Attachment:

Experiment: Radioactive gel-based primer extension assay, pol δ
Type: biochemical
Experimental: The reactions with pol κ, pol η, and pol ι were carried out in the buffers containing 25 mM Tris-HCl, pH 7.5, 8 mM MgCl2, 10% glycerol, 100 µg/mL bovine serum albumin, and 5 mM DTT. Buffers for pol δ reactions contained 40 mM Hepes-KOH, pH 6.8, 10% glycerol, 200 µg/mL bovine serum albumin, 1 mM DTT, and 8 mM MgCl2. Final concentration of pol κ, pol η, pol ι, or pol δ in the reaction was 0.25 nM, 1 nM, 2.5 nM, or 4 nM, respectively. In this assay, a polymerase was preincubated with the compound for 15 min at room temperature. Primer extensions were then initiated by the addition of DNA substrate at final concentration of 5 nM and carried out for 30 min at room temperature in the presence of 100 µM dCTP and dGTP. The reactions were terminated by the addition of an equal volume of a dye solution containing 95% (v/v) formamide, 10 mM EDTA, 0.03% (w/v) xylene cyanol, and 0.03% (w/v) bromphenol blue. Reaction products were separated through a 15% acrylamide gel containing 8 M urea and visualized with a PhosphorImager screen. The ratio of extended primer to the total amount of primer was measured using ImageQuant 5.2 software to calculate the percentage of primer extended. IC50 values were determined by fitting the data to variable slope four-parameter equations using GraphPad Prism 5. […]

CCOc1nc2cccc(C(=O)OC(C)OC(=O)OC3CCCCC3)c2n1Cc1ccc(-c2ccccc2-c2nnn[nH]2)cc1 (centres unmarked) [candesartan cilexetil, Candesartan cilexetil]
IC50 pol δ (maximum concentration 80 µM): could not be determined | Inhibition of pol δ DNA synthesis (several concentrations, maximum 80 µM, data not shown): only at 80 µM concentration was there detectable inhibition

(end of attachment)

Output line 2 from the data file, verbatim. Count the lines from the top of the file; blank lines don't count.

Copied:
Type: biochemical